Intel Core i7-2600K and i5-2500K Processors Debut

HD Graphics and Media Encoding


One of the stand-out features of Intel’s new Sandy Bridge processors is its integrated DX10.1 graphics core. The graphics core that incorporated into Sandy Bridge is a significant step up from any other graphics product Intel has every introduced. With that said, it is not a replacement for a mid-range or high-end discrete graphics card, but it does offer feature and enough performance to satisfy a significant portion of the market.

Sandy Bridge based Intel Core i5 and Core i7 processor will feature one of two graphics core configurations, Intel HD Graphics 2000 or Intel HD Graphics 3000. The two differ only in their number of execution units, or cores. Intel HD Graphics will have 6 EUs enabled, while HD 3000 Graphics will have 12. The graphics cores on the different processors will also differ in their peak frequencies as well. For example, the Core i5-2500K has a peak graphics core frequency of 1100MHz, while the Core i7-2600K’s graphics core can hit up to 1350MHz.

All Sandy Bridge based K SKUs will feature the Intel HD Graphics 3000 core. Non-K SKUs will feature Intel HD Graphics 2000. If you ask us, this is somewhat backwards. K SKU buyers are more likely to use a discrete GPU, than standard CPU buyers. You’d think it would be more beneficial if the standard CPUs got the faster graphics configuration, because it’s more likely to get used by the consumers who’d buy those chips.

Features of the new Intel graphics core include stereoscopic 3D support, dubbed InTru 3D, Clear Video HD for image quality enhancement, WiDi (Wireless Display), and an integrated media processing engine for hardware accelerated Encoding, Decoding and Transcoding. Intel is calling the media processing engine Quick Sync Video.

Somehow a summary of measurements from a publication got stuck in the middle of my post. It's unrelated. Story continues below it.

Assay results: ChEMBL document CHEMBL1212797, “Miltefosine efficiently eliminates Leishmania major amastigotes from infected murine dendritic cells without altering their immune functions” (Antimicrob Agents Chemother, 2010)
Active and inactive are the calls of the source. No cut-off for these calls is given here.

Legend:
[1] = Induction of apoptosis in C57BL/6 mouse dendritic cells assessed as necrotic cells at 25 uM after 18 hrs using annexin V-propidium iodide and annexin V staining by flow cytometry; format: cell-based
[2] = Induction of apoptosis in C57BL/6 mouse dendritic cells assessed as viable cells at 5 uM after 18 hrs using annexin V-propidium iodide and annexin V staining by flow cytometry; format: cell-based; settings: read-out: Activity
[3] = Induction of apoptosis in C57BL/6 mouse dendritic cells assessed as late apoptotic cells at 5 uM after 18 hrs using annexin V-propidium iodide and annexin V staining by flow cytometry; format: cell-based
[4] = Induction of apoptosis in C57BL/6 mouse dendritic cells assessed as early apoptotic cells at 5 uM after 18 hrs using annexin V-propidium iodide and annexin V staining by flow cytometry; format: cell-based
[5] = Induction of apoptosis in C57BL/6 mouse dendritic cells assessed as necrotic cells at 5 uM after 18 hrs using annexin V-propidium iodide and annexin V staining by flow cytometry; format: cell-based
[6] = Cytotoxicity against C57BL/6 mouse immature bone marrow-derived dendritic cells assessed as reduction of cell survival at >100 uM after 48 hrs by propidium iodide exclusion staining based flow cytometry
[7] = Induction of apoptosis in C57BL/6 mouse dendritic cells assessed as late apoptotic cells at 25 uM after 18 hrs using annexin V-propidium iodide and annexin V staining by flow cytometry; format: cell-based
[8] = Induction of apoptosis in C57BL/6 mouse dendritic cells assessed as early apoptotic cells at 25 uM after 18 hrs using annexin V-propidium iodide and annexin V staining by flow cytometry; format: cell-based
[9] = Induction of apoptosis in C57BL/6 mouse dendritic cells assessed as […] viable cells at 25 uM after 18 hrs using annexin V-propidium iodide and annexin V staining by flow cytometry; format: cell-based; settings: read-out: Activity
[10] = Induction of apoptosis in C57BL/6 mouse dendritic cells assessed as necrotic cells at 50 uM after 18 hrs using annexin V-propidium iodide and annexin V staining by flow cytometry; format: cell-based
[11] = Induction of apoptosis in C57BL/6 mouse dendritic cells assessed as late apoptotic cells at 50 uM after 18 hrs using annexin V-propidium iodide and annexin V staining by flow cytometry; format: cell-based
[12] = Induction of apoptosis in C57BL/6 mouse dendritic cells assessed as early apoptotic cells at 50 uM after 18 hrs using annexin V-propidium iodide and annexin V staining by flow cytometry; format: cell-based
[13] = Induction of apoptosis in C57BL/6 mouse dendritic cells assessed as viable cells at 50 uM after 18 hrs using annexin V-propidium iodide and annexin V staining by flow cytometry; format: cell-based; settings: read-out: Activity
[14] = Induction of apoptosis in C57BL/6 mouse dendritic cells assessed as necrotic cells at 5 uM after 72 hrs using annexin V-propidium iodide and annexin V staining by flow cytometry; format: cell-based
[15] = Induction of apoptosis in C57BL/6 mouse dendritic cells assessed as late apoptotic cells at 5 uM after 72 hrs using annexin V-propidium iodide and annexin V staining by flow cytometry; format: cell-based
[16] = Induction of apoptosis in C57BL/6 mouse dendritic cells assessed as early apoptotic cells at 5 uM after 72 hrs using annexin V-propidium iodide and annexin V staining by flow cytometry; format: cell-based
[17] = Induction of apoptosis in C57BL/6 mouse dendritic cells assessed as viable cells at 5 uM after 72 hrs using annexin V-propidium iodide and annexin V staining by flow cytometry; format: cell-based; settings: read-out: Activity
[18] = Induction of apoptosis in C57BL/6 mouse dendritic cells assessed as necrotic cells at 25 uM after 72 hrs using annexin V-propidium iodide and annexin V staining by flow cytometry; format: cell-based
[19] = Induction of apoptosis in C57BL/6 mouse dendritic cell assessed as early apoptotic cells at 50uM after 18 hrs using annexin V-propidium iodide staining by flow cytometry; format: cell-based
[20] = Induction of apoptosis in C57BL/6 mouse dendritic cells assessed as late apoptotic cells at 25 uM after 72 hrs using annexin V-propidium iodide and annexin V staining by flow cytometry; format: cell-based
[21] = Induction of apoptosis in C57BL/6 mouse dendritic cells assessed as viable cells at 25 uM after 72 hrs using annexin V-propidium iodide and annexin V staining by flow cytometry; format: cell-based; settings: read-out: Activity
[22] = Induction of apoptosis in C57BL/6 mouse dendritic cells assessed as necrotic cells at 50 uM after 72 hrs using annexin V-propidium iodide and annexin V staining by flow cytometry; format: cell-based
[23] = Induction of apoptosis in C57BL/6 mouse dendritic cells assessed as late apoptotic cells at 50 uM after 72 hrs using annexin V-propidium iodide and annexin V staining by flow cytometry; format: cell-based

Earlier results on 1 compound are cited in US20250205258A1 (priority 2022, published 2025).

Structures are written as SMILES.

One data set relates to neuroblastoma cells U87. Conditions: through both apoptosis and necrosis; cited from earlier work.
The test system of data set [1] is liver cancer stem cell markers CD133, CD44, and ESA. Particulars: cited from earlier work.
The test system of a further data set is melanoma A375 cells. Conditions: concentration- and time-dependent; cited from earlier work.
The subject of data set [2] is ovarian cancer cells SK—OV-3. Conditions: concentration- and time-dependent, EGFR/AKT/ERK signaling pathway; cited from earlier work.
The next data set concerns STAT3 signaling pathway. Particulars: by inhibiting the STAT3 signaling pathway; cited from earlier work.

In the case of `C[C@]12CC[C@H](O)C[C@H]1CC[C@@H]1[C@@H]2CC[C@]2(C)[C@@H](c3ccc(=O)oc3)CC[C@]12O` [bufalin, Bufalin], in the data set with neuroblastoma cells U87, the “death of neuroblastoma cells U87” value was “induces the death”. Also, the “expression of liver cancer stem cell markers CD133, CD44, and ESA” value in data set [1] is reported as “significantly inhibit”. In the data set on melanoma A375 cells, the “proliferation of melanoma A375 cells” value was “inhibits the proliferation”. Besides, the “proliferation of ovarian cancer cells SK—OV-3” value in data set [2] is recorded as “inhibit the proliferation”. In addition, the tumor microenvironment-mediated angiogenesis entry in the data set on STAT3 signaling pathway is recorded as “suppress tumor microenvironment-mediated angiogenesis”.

Quick Sync work much like the GPU accelerated Encoding, Decoding and Transcoding we’ve seen from NVIDIA and AMD and offers vastly increased performance over software-based solutions. Like NVIDIA’s and AMD’s offerings, software vendors will have to specifically code for Intel QuickSync technology, but that should be happening fairly quickly. We have already worked with pre-release packages from Corel, CyberLink and ArcSoft that can take advantage of Quick Sync.

As you’ll see later, we found Intel’s Quick Sync technology to offer exceptional performance, but there is a significant caveat, at least with desktop processors. Users must be utilizing the processor’s integrated graphics core to take advantage of Quick Sync. If a discrete graphics card is installed in the system and a single montior is attached to it, the desktop processor’s integrated Intel HD Graphics 2000/3000 series graphics core is disabled, with Quick Sync along with it. To use Quick Sync along with a discrete GPU, monitors will have to be attached to both the GPU and Intel integrated graphics.


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